Argentine President Cristina Fernandez de Kirchner delivers a speech in Buenos Aires earlier this year.
(NEW YORK) CNNMoney -- Argentina's government announced a brazen takeover of the country's largest energy company this week, potentially quashing a domestic shale gas boom.
Argentine president Cristina Fernández de Kirchner said Monday that she was sending a bill to the country's legislature authorizing the seizure of a controlling stake in energy firm YPF (), the majority shareholder of which is Spain's Repsol ( ).
The move appears driven in part by a belief that the company could be producing more fuel. That would reduce the country's need for energy imports and the costly subsidies that help finance them.
But analysts say the takeover will do little to stimulate Argentina's energy production. Instead, it will deter investments from private companies with the expertise necessary to tap the country's abundant shale gas resources.
"The government ... is putting this potential production boom at risk through its actions, and is naïve if it believes that it can do a better job of reducing the country's fuel import bill than the private sector," analysts from IHS Global Insight said in a research note this week.
Argentina has the third-largest shale gas reserves in the world, behind only China and the United States, according to the U.S. government's Energy Information Administration. Shale production has been expanding rapidly in the U.S., and the development of such resources could be worth billions of dollars to Argentina.
The extraction of shale gas -- done through a technique called hydraulic fracturing, or fracking -- has proven controversial due to worries about its environmental impacts. Argentina, though, is anxious to develop its reserves and break its dependence on imports.
Repsol has reacted furiously to YPF's seizure, which has also drawn criticism from officials in Spain, the U.S. and the European Union. The company has branded Argentina's move "unlawful" and has vowed to take "all legal measures to preserve the value of its assets."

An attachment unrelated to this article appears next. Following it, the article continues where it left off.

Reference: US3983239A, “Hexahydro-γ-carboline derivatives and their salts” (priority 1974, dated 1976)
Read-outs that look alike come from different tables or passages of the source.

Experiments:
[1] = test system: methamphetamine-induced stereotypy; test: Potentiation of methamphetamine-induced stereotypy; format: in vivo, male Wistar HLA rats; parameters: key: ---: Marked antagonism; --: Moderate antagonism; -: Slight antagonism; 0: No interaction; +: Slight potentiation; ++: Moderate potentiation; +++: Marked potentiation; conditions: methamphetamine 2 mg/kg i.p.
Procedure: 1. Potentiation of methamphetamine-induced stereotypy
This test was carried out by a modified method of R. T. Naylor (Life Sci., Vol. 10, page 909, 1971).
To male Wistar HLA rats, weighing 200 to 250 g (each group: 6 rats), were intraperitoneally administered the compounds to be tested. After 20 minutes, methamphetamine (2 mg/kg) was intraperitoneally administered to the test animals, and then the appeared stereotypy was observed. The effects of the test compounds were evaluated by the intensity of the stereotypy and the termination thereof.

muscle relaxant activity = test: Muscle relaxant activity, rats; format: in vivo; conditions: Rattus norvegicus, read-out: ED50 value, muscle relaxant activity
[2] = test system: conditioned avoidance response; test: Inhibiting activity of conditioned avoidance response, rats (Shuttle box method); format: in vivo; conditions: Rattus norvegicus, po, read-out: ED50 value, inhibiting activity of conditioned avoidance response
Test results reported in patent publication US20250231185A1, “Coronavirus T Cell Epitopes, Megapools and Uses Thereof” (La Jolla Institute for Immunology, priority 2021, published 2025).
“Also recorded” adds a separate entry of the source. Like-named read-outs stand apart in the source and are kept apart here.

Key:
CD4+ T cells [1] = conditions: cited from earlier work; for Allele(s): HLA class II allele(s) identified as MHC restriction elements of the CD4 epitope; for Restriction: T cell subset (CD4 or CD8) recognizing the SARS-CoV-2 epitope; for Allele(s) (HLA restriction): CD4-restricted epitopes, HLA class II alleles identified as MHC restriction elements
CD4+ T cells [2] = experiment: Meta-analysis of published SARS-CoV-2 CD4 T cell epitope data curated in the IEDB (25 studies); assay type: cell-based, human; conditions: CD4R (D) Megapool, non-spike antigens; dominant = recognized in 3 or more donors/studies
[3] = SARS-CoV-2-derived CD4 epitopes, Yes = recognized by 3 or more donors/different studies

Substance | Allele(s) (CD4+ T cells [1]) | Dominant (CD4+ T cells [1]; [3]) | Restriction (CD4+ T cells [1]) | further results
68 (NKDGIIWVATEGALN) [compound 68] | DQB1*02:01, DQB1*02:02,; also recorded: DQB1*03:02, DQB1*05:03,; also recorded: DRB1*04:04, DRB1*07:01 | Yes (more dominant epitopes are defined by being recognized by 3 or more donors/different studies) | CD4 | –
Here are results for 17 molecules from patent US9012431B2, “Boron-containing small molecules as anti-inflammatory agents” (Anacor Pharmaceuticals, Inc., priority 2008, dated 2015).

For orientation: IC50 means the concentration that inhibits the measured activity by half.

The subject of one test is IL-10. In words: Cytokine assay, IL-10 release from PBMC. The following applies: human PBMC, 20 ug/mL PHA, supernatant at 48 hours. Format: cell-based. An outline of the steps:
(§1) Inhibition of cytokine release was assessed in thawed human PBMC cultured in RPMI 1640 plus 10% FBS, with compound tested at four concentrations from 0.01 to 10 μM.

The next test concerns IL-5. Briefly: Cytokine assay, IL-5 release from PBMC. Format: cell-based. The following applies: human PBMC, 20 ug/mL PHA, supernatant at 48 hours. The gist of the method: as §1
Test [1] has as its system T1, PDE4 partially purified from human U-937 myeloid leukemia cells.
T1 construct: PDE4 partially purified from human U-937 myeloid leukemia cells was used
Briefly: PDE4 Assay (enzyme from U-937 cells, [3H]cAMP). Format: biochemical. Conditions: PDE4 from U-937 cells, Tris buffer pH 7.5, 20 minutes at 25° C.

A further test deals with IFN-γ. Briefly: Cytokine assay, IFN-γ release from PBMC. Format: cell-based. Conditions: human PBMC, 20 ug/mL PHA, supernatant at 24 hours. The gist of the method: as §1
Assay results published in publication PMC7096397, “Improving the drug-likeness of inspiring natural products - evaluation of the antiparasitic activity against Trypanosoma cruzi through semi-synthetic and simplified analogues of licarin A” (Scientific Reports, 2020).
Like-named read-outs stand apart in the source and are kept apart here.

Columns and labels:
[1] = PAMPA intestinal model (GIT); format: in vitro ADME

The move is one of the largest nationalizations in the global energy sector in recent years, reminiscent of Russia's break-up of Yukos Oil nearly a decade ago.
Energy firms including Chevron (Fortune 500), Total ( ), Apache ( , Fortune 500) and Exxon Mobil ( , Fortune 500) have a presence in Argentina, with most current production focused on conventional oil and gas. Shale exploration efforts are still in their infancy, although shale "is definitely the big attraction" for foreign firms in the country, said Juliette Kerr, a senior research analyst at IHS, but,
The government has tried to accelerate shale gas production by allowing companies to sell it domestically above regular set prices. With the seizure of YPF, however, Buenos Aires may have taken a step backwards in this effort.
"This will raise serious doubts about the rule of law and contract sanctity," Eurasia Group Latin America analyst Daniel Kerner said in a research note.
"[T]his will make it hard for Argentina to attract needed investment to develop its promising unconventional resources."
So far, YPF's foreign competitors have offered little public reaction to the takeover.
Apache spokesman Bill Mintz said his company doesn't foresee "a major impact for our operations" as a result of the move. He noted that YPF has a "unique" relationship with the Argentine government, having previously been state-owned before being privatized in 1993.
A Chevron spokesman said the company "continues to work in partnership with the Republic of Argentina to develop the country's resources," declining to comment further.
Exxon declined to comment, while Total did not return requests for comment.
The Argentine government has given no indication that it will move beyond the YPF takeover to a sweeping nationalization of the energy sector, as governments in Bolivia and Venezuela have done. But even so, those in the industry must be wondering whether this is just the beginning of a slippery slope, said Jose Valera, a partner in the energy practice group at Houston law firm Mayer Brown.
"What this tells other companies in the country is that they could be next," Valera said. "This doesn't bode well for the growth of the oil and gas industry in Argentina."
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